The Main Event



Chris Tarrant


Reg Grundy Productions for BBC1, 1 May to 24 July 1993 (13 episodes in 1 series)


Before Who Wants to be a Millionaire? and after Tiswas, Chris Tarrant did a fair number of shows he would probably like to draw a curtain over. However, being the perverse people we are at, we're going to open that curtain for his abject humiliation. Hurrah!

Maybe that's being a bit harsh because although The Main Event certainly wasn't Mr Tarrant's finest hour it was actually quite good. Well, it was alright at least. At the time it was sort of revolutionary - instead of going to a studio to compete, two families stayed at home and the studio came to them. Or part of it did at least, as in the real studio in London were the other members of each families' teams - random celebrities from various television programmes. So then there were two teams, each one consisting of a family of four at home and three celebrities in the studio. That's seven people, arithmetic fans.

Sadly, we can't remember much of it. We remember a round where the celebrities in the studio had to mime as many historical events as they could in ninety seconds and the families watching it on their screens at home had to guess them.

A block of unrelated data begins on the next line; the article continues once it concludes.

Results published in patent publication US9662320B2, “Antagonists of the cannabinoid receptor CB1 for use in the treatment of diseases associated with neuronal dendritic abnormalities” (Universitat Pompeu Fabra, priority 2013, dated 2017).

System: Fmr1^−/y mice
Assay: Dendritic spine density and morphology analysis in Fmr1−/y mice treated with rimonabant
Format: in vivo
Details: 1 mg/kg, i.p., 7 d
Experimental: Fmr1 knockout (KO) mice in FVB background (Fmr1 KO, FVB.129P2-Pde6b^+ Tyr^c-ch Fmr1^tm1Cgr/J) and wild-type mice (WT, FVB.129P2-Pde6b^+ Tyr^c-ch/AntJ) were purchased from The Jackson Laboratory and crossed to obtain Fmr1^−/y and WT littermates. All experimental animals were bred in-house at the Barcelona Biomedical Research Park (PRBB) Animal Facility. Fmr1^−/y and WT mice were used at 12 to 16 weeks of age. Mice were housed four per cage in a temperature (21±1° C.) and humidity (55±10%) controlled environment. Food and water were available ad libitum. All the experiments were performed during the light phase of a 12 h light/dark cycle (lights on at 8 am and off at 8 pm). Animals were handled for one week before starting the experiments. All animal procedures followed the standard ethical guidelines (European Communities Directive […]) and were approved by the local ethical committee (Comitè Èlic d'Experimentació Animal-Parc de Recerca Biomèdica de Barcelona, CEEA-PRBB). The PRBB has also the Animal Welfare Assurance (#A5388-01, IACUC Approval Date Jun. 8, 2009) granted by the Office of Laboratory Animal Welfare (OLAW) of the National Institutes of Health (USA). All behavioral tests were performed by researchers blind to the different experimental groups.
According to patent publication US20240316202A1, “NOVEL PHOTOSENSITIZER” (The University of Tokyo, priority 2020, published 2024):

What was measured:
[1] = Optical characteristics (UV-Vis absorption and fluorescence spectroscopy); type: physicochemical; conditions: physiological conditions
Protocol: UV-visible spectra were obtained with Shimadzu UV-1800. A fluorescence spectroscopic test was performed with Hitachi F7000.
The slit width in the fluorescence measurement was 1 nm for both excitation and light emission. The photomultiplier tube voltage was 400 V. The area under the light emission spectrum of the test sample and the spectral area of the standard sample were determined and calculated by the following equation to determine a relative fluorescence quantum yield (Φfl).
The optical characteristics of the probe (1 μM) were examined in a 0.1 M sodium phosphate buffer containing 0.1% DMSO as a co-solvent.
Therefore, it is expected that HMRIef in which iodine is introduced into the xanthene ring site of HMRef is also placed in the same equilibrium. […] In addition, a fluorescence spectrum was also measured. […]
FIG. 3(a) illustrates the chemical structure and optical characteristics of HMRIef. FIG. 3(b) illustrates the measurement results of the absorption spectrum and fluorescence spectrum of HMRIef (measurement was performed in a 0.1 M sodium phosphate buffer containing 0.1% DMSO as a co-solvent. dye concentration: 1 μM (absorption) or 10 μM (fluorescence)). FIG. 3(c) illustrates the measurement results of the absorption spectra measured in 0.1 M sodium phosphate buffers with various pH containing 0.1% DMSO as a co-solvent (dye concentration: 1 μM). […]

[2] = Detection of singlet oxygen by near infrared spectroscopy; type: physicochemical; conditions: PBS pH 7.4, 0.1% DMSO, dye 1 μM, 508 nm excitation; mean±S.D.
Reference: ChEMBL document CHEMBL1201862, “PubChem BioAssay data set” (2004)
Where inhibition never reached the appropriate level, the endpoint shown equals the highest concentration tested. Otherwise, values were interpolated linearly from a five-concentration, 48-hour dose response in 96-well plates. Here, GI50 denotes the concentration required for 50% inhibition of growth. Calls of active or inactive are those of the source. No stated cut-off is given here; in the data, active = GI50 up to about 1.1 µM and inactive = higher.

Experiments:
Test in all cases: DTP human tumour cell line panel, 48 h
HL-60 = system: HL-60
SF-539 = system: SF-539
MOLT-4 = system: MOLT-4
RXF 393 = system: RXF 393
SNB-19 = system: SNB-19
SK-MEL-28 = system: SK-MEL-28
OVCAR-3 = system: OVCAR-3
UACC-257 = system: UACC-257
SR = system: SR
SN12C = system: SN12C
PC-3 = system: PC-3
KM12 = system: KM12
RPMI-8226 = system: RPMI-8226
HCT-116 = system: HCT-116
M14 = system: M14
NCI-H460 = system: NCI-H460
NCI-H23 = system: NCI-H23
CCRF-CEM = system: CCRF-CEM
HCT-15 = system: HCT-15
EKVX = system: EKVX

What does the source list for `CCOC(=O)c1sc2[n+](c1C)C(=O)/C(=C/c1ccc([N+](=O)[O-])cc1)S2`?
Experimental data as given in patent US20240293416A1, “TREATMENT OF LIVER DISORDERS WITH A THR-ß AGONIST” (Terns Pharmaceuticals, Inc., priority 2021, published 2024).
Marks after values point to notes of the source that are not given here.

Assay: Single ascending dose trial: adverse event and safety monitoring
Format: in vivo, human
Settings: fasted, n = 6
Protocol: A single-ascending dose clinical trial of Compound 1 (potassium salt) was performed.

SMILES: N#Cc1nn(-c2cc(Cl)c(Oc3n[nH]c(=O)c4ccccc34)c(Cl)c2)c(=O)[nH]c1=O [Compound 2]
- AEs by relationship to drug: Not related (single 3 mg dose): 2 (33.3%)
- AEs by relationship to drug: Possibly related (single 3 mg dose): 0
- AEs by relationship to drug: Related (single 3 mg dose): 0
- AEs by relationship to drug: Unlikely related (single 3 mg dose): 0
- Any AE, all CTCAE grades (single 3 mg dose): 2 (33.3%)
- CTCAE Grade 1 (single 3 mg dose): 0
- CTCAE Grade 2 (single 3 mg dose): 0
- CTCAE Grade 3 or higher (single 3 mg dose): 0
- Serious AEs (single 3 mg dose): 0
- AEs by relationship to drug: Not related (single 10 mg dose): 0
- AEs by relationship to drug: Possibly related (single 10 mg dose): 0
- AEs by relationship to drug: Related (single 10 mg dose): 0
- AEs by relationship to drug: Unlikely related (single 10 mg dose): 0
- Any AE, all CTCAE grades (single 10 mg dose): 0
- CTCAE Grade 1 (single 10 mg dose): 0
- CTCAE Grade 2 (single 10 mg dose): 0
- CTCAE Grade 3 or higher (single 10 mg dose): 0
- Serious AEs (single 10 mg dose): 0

Chris's question card pose.

There was also a Scavenger Hunt round called 'Go and Grab it' - the celebs from the opposite team were given a list of ten obscure items the producer had spotted around the house during the day. They'd pick five and then one of the kids would be given a minute to find all the items and bring them back to the living room. This was such the highlight of the show that in the Grand Final they played it twice.

The rest of it was an amiable enough mixture of quizzes and games, nothing truly groundbreaking (because we'd remember them otherwise) but nothing offensively bad (because we'd remember them otherwise) or indeed nothing truly memorable (just because).

The Main Event then? Not really, more like a dodgy support band who no-one listens to or cares about but were actually not too bad if you actually listened. If we remember correctly this was up against stiff competition on ITV like Blind Date and Gladiators which arguably felt more like a main event. And now funnily enough WWTBAM is the real main event for ITV on Saturday night. Funny how things turn out, isn't it?


Craig Johnston, the former Liverpool FC footballer whose CV also includes designing football boots, surfboards and a system for managing hotel minibars, writing Liverpool's hit single Anfield Rap (he still gets PRS cheques for odd amounts) and more recently photographing objects for the auction house, Sotheby's.


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